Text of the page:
Elvis Costello is one of those artists that people love. Not just listen to and like, not just appreciate and admire, but actually wholly love, with every inch of their being, till death do they part. What I mean by love is this: his listeners fiend after every bit of his output. They forgive him when he does wrong. They find his quirks, even the annoying ones, endearing. They follow him to the end of the earth, lust for him and endure, and can’t imagine their worlds without him.
In this way, Cruel Smile—a compilation of B-sides, mixes, and live recordings—is an album for lovers. Another example of his sheer prolific nature, keenly devoted Elvis II devotees will relish in another opportunity to rejoice in his creative whims, smirk at his indulgence, and debate the whimsies that separate the versions on this album versus their previous incarnations on other offerings. And as an artist, Costello only has one love—music—and, as he has been for a quarter century, he delves into it with flourish, leaving no stylistic stone unturned.
The record mostly covers material from When I Was Cruel, Costello’s solo release from spring of 2002, and his first since 1996. A highly polished, expertly produced album in its own right, When I Was Cruel was lauded as a return to Elvis’ younger, “angrier” days—perhaps a euphemism for saying he turned away from his older, Burt Bacharach-y days. Cruel Smile isn’t especially young or angry (arguably, neither was When I Was Cruel, unless those qualities are simply synonymous with “up-paced and on the rock side”) but it is quintessentially Costello: the musings of a quirky balladeer who’s learned from his battle scars.
Appropriately opening the album is troubadour standard “Smile”, a Japanese A-side. Backed by a lavish string ensemble that breaks into a jazzy pace with the addition of a saxophone soloist, “Smile” showcases Costello’s uncanny ability to make any song sound like it was writ by his own pen. Another version of the song—this time, the B-side to the Japanese A-side—later on the record. The second take is more languid, less orchestrated; Costello’s vocals are slower and heavier, backed by expressive piano that soars with other instruments mainly on the refrain.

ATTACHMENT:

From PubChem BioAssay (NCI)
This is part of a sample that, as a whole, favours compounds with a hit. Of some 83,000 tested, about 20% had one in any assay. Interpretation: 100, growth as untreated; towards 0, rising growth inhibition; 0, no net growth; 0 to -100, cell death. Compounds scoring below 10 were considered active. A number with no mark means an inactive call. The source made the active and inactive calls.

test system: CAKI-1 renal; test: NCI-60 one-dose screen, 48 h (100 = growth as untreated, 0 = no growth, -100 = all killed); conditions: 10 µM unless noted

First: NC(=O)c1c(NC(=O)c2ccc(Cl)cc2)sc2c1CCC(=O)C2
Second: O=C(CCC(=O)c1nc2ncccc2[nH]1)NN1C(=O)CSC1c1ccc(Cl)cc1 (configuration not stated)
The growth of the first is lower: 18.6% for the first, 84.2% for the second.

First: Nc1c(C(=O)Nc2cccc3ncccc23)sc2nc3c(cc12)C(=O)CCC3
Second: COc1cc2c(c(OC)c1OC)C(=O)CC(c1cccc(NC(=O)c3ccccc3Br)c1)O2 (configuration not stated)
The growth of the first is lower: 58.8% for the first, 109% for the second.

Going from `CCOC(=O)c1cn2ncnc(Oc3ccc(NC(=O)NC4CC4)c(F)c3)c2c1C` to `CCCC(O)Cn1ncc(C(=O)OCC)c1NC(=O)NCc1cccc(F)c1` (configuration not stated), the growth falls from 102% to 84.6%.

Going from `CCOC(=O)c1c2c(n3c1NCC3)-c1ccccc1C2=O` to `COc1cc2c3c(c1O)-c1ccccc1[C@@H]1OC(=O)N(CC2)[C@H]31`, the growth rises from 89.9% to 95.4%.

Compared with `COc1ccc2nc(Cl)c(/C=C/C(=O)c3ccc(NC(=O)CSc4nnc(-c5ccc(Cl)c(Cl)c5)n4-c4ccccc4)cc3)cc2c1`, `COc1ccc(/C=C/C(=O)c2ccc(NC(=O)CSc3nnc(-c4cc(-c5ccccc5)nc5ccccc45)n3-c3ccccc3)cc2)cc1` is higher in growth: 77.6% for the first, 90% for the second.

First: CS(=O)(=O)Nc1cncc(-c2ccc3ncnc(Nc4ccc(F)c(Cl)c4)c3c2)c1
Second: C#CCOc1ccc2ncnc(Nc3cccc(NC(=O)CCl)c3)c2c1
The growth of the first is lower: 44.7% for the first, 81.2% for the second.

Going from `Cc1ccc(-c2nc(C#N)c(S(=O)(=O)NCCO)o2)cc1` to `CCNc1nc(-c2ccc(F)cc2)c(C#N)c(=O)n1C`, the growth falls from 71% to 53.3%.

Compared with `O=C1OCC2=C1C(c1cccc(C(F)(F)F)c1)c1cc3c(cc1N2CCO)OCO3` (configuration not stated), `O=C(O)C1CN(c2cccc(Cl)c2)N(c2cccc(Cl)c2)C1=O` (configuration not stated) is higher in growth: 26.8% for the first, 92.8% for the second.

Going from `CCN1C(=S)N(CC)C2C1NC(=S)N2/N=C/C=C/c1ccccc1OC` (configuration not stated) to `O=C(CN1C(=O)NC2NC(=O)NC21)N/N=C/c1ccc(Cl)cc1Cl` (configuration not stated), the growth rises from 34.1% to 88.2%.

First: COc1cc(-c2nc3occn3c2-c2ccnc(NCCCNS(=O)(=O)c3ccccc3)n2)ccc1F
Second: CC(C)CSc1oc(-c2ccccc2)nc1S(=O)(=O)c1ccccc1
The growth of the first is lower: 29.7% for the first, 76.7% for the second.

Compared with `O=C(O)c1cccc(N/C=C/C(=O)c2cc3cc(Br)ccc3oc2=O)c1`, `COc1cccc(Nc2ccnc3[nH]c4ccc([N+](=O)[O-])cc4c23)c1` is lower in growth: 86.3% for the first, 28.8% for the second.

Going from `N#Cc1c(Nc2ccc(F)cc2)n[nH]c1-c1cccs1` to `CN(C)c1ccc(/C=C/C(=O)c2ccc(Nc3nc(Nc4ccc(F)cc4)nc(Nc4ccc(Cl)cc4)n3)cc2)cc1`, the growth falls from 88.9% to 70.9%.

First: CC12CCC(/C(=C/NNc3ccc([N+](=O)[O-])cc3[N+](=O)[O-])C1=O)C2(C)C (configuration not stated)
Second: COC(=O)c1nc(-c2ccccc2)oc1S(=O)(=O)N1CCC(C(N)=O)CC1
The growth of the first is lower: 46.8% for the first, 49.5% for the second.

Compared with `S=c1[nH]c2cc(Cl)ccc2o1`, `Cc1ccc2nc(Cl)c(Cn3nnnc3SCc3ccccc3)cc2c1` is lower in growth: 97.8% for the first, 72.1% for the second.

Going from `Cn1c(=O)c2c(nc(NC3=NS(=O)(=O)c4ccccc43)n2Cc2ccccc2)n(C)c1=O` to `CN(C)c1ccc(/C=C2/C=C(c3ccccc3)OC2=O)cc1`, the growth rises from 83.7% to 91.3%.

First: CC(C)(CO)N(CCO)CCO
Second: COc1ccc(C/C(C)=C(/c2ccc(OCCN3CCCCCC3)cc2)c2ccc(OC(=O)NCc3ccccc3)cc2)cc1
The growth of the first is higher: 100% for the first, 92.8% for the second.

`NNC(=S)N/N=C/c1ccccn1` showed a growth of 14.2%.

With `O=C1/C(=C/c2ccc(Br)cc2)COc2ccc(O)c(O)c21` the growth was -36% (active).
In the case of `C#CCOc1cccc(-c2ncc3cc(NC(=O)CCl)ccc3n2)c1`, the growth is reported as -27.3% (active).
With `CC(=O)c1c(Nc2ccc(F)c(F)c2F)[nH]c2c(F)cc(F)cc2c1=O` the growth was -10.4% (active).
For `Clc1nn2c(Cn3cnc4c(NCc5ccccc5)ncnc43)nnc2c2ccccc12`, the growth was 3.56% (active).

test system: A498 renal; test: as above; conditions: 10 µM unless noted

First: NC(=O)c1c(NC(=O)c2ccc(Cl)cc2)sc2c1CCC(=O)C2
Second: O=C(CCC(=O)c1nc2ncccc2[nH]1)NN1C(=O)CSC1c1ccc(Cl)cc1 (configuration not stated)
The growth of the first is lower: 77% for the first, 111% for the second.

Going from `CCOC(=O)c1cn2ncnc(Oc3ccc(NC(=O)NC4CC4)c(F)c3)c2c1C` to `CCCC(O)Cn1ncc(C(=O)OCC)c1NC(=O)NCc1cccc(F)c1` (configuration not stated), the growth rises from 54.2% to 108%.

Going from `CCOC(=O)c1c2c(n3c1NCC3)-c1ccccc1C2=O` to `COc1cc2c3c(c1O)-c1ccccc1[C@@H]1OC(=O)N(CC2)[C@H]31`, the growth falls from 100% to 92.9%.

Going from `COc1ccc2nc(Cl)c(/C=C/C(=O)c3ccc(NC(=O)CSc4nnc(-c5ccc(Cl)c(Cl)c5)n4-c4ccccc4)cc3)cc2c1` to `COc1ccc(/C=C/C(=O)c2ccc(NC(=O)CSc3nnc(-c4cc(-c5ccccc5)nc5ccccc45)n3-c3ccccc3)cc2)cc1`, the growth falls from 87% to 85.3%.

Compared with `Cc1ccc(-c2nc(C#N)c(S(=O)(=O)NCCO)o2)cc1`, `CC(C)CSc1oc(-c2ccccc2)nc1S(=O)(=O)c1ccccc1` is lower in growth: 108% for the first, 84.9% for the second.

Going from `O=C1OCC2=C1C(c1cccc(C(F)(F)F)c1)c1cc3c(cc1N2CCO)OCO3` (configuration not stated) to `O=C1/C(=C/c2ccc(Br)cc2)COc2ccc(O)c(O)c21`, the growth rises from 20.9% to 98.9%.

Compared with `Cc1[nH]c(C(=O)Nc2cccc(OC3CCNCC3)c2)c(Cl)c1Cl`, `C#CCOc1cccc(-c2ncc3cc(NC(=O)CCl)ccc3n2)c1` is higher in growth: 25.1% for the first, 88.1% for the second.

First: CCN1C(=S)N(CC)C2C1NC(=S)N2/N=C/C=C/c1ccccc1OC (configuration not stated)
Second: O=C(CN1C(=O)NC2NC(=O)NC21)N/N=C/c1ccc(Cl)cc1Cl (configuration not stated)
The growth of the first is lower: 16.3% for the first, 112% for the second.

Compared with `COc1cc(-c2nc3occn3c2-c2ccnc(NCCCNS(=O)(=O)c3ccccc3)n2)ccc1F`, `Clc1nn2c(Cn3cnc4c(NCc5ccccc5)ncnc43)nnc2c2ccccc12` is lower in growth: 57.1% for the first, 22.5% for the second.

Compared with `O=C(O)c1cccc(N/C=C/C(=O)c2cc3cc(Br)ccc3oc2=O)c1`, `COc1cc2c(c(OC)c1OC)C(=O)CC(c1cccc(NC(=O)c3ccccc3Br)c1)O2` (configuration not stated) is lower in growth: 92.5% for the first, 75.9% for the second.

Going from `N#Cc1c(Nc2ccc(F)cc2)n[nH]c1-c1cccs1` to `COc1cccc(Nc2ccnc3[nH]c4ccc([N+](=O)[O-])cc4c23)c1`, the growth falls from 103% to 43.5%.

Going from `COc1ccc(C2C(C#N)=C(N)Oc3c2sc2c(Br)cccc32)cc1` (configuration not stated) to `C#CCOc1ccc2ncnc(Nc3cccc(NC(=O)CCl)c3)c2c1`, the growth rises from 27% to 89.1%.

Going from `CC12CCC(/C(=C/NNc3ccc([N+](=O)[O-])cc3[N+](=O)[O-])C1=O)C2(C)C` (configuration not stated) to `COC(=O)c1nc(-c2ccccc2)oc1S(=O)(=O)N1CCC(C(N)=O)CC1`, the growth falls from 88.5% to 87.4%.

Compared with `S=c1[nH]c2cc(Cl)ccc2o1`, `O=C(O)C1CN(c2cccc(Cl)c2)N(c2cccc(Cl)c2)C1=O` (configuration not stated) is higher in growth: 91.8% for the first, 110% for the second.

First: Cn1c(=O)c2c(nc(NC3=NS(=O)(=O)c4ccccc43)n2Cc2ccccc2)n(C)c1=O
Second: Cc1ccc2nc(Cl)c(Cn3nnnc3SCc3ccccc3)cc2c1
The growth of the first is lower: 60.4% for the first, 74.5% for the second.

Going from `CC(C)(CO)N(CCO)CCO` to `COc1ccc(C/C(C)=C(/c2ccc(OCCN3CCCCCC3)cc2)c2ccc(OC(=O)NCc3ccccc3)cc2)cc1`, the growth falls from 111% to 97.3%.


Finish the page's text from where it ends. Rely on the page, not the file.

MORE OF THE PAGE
In addition to covers and blended covers (for instance, a live song that combines “My Funny Valentine” with “Watching the Detectives”) are curious takes on When I Was Cruel material. “Revolution Doll”, a spin on When‘s “Tear Off Your Own Head (It’s a Doll Revolution)” is cosmic anti-pop that, in my opinion, far outpaces the album version. Replete with looping echoes of the word “revolution,” eerie harmonies, and spiraling drums and guitar, the song is daring in its format and bountiful in its rewards. “The Imposter Vs. The Floodtide” makes a similar mark on “Dust” and “15 Petals”, two anchors of When I Was Cruel. They meet in a nebulous wash of feedback, a strong-armed rhythm laid overtop “Dust”‘s lyrics to evoke the frenzy of “15 Petals”.
For those who have never seen Costello in concert, live versions of “Spooky Girlfriend”, “15 Petals”, and “Almost Blue” are categorical examples of the magnitude his magic. “Almost Blue”, the Imperial Bedroom classic, sounds crisp and heartbreaking, somehow sparser than the recorded version yet infinitely more rich. The update is more electric—guitar, bass, piano - and also slower, allowing Costello’s croon to affectionately fondle the notes, despite the somberness of the lyrics. A harmonica is also part of the instrumentation, its moan seating the melancholy melody even deeper.
The glory of such a record is to capture those idiosyncrasies that render an artist human—and loveable. Cruel Smile is one of the kindest gifts the current incarnation of Elvis Costello could give his fans.